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Retirement Planning

What is a fixed annuity?

Annuities are relatively common as part of some long-term retirement plans, but can be a bit confusing to understand.

As you plan for retirement, you may come across fixed annuities.

When it comes to these investment vehicles, many times people have two basic questions: What is a fixed annuity and how does it work?

An annuity is a contract issued by a life insurance company. As the contract holder, you give the insurance company a lump sum or a series of payments over time.

In return, the insurance company agrees to do the same, either immediately or at some point in the future.

With a fixed annuity, the insurance company guarantees the interest rate you will earn on the funds you deposit for a specified period of time.

Benefits of a fixed annuity

When it comes to fixed annuities, there are a variety of benefits that could fit your retirement needs.

Here are some of the basic benefits:

  • Tax deferred growth: Annuities are tax-deferred, meaning you don't pay taxes on any growth until you start receiving payments. For many, this can be an attractive benefit for more potential income growth over the long run.*

  • Competitive fixed yields: Because fixed annuity rates are set by insurance companies based off the earnings of their own investment portfolios, the rates are often higher than comparable low-risk investments, such as certificates of deposit (CDs).

  • Guaranteed minimum rates: The guaranteed minimum rate of a fixed annuity can help reduce certain risks associated with long term retirement investments.

  • Guaranteed income payments: Fixed annuities can provide guaranteed income payments for retirement. Many fixed annuities have flexibility with payouts, as well, with options for a set period of payments to payments that continue for life.

  • Beneficiary protection: Annuities also provide some protection for your named beneficiary to avoid probate. Depending on the contract, you can either pass on your investment (less any withdrawals) or the contract value should you die before beginning your annuity payout. Death benefits that equal the contract value often come with an additional fee, however.

Fixed annuities and retirement

Preserving and accumulating capital to carry into retirement is a major concern for millions of Americans. Given there's always a risk with investments due to the fluctuating market, many have considered fixed annuities as an option to help mitigate volatility.

When looking at your entire financial picture, you — alongside your investment advisor — may find that a fixed annuity could potentially help meet your needs or provide a bridge into the next stage of your retirement.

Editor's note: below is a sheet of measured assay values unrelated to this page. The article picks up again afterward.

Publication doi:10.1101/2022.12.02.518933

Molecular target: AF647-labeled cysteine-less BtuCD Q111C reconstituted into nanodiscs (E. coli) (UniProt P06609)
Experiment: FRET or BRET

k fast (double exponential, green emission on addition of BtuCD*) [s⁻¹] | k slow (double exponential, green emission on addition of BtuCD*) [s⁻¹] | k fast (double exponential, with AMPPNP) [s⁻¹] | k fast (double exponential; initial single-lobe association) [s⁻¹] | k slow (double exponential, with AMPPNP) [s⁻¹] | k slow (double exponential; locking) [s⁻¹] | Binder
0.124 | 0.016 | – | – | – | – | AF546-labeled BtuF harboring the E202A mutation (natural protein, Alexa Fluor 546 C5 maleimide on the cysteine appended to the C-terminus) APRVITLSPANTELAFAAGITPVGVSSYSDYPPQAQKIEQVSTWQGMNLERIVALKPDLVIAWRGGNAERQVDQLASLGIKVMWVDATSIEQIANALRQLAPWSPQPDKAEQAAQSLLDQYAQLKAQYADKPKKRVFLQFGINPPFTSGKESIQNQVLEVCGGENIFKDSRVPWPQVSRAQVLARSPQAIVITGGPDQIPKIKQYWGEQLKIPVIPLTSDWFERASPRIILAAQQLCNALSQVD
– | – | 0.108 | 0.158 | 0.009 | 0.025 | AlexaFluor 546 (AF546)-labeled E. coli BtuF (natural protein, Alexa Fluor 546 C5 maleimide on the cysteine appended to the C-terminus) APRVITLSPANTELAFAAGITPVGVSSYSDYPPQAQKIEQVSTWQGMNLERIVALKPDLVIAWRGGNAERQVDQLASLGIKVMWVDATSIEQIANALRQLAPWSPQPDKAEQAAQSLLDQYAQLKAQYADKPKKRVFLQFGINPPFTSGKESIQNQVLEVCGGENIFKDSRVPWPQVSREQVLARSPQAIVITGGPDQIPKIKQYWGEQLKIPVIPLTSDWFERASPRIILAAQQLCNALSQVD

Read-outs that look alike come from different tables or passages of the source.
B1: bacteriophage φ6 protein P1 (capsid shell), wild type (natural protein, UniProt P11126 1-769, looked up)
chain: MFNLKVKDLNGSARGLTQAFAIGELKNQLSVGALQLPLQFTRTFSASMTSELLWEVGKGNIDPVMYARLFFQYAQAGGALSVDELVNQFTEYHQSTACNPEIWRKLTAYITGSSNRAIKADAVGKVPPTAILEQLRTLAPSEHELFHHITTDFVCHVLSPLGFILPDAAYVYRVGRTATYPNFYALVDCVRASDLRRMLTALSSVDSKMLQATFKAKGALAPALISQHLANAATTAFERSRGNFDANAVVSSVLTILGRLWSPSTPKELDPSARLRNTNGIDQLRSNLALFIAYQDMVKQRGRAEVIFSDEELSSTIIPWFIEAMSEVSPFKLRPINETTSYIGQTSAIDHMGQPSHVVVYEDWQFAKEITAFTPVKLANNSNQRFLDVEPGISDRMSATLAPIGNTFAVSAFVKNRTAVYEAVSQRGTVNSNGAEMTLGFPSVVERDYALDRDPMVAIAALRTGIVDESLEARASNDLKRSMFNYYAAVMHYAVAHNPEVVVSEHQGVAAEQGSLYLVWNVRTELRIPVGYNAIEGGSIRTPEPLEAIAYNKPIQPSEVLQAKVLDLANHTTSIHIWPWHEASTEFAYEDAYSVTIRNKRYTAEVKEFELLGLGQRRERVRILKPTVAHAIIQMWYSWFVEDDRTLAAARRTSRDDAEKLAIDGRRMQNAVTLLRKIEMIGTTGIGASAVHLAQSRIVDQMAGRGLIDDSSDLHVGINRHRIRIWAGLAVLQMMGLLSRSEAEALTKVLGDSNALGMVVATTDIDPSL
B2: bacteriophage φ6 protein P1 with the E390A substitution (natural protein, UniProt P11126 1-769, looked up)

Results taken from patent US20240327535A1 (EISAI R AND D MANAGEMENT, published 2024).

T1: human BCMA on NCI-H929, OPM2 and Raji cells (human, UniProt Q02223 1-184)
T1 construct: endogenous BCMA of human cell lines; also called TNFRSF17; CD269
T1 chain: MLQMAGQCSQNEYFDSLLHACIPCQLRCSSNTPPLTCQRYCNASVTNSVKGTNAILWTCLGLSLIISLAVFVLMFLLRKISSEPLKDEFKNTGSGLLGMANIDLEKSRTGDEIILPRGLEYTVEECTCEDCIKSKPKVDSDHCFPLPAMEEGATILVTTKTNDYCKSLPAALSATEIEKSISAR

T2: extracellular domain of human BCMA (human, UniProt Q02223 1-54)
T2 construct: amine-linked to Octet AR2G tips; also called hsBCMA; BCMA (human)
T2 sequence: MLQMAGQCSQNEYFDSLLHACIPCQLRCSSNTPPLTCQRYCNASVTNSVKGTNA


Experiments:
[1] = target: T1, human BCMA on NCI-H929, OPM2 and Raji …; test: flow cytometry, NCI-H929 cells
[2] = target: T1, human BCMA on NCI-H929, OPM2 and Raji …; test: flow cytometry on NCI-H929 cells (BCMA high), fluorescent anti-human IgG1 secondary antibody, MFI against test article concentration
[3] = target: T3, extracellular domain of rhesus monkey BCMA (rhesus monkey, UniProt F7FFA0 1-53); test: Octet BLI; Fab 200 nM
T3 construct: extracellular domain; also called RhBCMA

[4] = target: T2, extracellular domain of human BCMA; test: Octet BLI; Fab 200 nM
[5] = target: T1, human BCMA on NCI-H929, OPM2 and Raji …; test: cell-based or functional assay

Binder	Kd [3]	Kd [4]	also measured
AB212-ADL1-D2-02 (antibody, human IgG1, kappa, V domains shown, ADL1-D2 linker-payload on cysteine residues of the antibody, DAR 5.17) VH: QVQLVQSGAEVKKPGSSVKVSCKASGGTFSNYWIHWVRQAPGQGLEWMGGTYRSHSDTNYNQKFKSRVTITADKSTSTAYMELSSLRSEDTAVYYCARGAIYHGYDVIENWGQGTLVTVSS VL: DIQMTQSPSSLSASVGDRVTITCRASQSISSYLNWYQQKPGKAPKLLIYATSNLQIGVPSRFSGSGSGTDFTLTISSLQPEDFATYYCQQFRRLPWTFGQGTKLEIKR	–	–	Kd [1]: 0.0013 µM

Keep in mind that since annuities are long-term investments, there are tax penalties for withdrawals made by anyone under the age of 59 1/2. It's also important to note that withdrawals can reduce your overall future benefit and value; withdrawals are also subject to income tax. Another very important characteristic of annuities that must be regarded when considering withdrawals is the surrender charge period. During this period, which is often the first 3-10 years of a contract, any withdrawals will be subject to a significant charge. Furthermore, if made before the age of 59 1/2, the aforementioned early withdrawal tax penalty would apply. Most fixed annuities do allow for an annual surrender charge-free withdrawal of 10% of the contract value, however.

Read more about planning for retirement.


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*Annuity payments from a tax-qualified plan will be fully taxable as ordinary income.

Annuities are intended as vehicles for long-term retirement planning, which is why withdrawals reduce an annuity's remaining death benefit, contract value, cash surrender value and future earnings. Annuities also may be subject to income tax and, if taken prior to age 59 ½, an additional 10% IRS tax penalty may apply.

All Learning Center articles are general summaries that can be used when considering your financial future at various life stages. The information presented is for educational purposes and is meant to supplement other information specific to your situation. It is not intended as investment advice and does not necessarily represent the opinion of Protective Life or its subsidiaries.

Learning Center articles may describe services and financial products not offered by Protective Life or its subsidiaries. Descriptions of financial products contained in Learning Center articles are not intended to represent those offered by Protective Life or its subsidiaries.

Neither Protective Life nor its representatives offer legal or tax advice. We encourage you to consult with your financial adviser and legal or tax adviser regarding your individual situations before making investment, social security, retirement planning, and tax-related decisions. For information about Protective Life and its products and services, visit www.protective.com.

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